One School Addresses Bullying

Posted by Guest Blogger on July 31, 2014

Guest Blogger 2
Bullying is a widespread and serious problem across our nation. It's what happens when someone repeatedly hurts or threatens another person on purpose. Bullying comes in many forms: name calling, leaving people out, spreading rumors or physically hurting someone. And, it can happen in person, in writing, online, on cell phones, in school, on the bus, at home, or anywhere. It is not a normal rite of passage, it has serious consequences and it is NOT acceptable anywhere - especially at school.

At the beginning of last school year, I noticed within my own classroom hurtful comments between a few of my students which also continued into the hallways. After discussing the issue with the teacher of our Leadership class, we decided to survey a sample of our students. Out of approximately 300 responses received, over 60% of the students felt unsafe at school and expressed that they have either personally experienced bullying or were a witness to bullying.

Alarmed by the large percentage of students who felt unsafe, we began a school-wide Anti-Bullying Campaign:

  • With the help of approximately 25 Leadership students and the principal, we held a school wide viewing of the movie, BULLY. Nearly 1,300 students viewed and discussed the film.
  • The following week, we sent invitations to all family members about our Parent/Guardian Informational Anti-Bullying Pizza and Dessert Night. Nearly 100 family members showed up and a lively and emotional discussion followed suit. There was not a dry eye in the audience after the discussion panel of parents, students, teachers, and administrators committed to support one another.
  • class201411In February, all students were invited to participate in an anti-bullying poster contest and the school received over 300 entries. The Leadership students used these entries to create an anti-bullying gallery walk and organized an anti-bullying event which included activities such as watching a spoken-word video on bullying, creating poems in response to bullying, voting for the best anti-bullying poster, and signing anti-bullying pledges. A number of prizes were awarded to the top poems, posters, and reflections.

How did we make this a solid, engaging learning experience and not just a one-day event?

Dan Alba, Senior Program Associate for Facing History in Los Angeles, suggested that it would be best to begin the conversation first with teachers, administrators and school personnel. We took the following steps to create the safe environment for students to address this issue:

  1. All school faculty members were shown the movie first, then a discussion panel immediately followed allowing for questions, comments, and concerns about bringing this painful topic to the forefront.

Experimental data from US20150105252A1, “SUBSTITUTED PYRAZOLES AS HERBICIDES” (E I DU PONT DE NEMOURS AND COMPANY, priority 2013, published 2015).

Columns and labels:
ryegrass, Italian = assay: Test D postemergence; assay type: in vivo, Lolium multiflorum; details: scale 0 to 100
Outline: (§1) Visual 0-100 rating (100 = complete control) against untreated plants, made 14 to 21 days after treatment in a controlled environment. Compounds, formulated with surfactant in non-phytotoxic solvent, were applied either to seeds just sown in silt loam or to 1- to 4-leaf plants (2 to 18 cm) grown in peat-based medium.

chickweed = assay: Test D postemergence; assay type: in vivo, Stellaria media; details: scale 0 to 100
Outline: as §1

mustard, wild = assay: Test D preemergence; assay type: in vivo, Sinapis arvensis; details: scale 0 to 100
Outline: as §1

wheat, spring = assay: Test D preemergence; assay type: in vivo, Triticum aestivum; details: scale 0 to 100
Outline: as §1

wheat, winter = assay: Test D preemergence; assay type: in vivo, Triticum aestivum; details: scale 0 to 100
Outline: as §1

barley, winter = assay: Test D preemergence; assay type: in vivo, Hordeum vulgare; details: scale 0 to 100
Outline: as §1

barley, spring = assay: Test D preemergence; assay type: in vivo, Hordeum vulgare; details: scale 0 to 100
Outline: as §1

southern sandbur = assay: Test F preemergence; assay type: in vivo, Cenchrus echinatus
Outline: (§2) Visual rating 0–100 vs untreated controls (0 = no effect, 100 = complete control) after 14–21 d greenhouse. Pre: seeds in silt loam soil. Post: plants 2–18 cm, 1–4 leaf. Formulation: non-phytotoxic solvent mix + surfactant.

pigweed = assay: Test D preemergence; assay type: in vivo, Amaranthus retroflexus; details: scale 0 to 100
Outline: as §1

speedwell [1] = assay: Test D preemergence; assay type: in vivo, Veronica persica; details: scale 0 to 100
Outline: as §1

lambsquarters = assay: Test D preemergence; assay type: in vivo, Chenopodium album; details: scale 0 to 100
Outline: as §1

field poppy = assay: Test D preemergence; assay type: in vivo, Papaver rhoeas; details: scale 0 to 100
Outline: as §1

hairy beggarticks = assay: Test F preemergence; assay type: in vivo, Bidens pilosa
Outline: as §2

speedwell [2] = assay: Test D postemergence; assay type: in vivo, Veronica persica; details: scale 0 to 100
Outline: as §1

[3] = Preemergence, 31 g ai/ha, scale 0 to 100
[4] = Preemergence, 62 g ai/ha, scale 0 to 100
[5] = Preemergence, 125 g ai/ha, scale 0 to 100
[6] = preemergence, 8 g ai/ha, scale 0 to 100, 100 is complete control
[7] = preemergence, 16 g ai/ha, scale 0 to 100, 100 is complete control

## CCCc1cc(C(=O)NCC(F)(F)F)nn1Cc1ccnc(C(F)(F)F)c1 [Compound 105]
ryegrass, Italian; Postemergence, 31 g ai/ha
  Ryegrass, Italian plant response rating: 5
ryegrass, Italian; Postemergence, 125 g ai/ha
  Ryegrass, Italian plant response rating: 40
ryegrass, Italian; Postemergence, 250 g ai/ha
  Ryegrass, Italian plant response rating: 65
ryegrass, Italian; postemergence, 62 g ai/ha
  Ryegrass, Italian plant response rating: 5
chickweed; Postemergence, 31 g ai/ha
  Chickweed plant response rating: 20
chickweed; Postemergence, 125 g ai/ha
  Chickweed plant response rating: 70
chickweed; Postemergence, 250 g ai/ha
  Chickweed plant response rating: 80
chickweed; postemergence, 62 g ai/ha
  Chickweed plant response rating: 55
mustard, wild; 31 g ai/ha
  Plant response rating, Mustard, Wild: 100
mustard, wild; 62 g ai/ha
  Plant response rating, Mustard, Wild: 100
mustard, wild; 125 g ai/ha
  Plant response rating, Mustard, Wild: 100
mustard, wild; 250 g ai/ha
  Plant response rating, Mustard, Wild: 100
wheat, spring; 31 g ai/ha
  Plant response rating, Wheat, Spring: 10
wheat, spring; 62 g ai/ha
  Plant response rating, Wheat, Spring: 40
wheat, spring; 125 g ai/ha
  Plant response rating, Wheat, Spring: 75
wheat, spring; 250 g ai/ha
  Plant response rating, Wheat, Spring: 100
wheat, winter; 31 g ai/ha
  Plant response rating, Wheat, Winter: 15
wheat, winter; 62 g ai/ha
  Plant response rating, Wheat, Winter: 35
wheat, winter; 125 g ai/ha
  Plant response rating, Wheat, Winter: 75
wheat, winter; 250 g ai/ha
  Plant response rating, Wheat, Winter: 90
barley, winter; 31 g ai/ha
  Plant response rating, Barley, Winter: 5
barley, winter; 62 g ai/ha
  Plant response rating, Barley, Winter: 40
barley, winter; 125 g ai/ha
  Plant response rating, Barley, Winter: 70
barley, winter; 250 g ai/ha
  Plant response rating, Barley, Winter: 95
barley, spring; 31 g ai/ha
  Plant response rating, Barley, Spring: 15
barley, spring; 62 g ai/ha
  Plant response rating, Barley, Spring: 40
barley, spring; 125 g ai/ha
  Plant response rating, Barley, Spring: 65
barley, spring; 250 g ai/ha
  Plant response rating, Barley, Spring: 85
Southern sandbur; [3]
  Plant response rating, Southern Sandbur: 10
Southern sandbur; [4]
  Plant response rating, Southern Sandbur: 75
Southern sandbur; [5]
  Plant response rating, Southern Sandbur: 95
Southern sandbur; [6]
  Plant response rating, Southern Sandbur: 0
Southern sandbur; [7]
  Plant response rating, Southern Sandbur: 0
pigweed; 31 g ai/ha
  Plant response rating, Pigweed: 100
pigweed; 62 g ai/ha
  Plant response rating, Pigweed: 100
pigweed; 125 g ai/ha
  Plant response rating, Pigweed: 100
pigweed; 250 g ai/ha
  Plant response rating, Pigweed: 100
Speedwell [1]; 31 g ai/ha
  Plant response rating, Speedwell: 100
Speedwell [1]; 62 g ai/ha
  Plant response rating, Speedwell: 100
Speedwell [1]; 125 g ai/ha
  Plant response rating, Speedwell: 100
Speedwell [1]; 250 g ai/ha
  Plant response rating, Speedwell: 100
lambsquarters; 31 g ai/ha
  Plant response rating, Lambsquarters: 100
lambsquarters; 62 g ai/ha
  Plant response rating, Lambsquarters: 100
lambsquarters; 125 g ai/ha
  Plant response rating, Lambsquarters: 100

2. We provided pre-viewing lessons and activities taken directly from the BULLY toolkit and distributed it to all English teachers to use with their classes prior to viewing the movie. This we realized later was an extremely important step in preparing students for the painful and heavy topic that most of them could relate to.
  3. We organized separate screenings and facilitated discussions of the film BULLY for all 1,300 students within the same week, again providing the critical component of a discussion panel afterwards consisting of student volunteers, teachers, administrators, and parents.
  4. All English teachers received post-viewing lessons and activities to use in their classrooms in order to help students process the content and strong emotions they experienced.
  5. All English teachers received copies of the book, The Bully, by author Paul Langan to read with their classes.

How do we know it was successful?

After each screening and discussion, the intensity and courage level of students increased, which provided for a richer and more authentic discussion. It was surprising yet touching to see how students stood up for one another after each experience was publicly shared. There was none of the usual heckling or crass comments normally heard during a large student assembly. Rather, the head nods and claps showed a collective support and empathy for their fellow classmates.

Midway through the week of film screenings, the primary security official on campus told me about the intense and powerful conversations he overheard in the student courtyard. Students were confessing to one another about feeling safer and more comfortable in sharing their personal experiences. I knew at this point that our mission was being accomplished. Although we were not able to completely eradicate bullying type behavior, we were successful in establishing a safer environment where students felt freer to express their pain and suffering with an empathetic ear.

Families walked away with the necessary skills, tools, and resources to help their child deal with bullying.

Due to the increased awareness of bullying at our school, many students have volunteered to attend peer conflict mediation training because they too, want to be part of the solution.

What a powerful and impacting experience for all students to discuss this painful topic simultaneously!


 

class20143 Thanks to Phuong Nguyen for this post. She shares,

I am a 9th grade English teacher with a passion for teaching students the wonderful and powerful world of reading which was the key to my survival as a seven-year-old Vietnamese refugee. I enjoy reading, traveling, hiking, biking, researching and studying history.

Topics: Safe Schools, Bullying

Welcome to Learn+Teach+Share

This blog helps Southern California teachers connect directly with each other, share ideas, and learn about new resources and opportunities for those interested in or already implementing Facing History.

Learn More:  

Subscribe to Email Updates

Recent Posts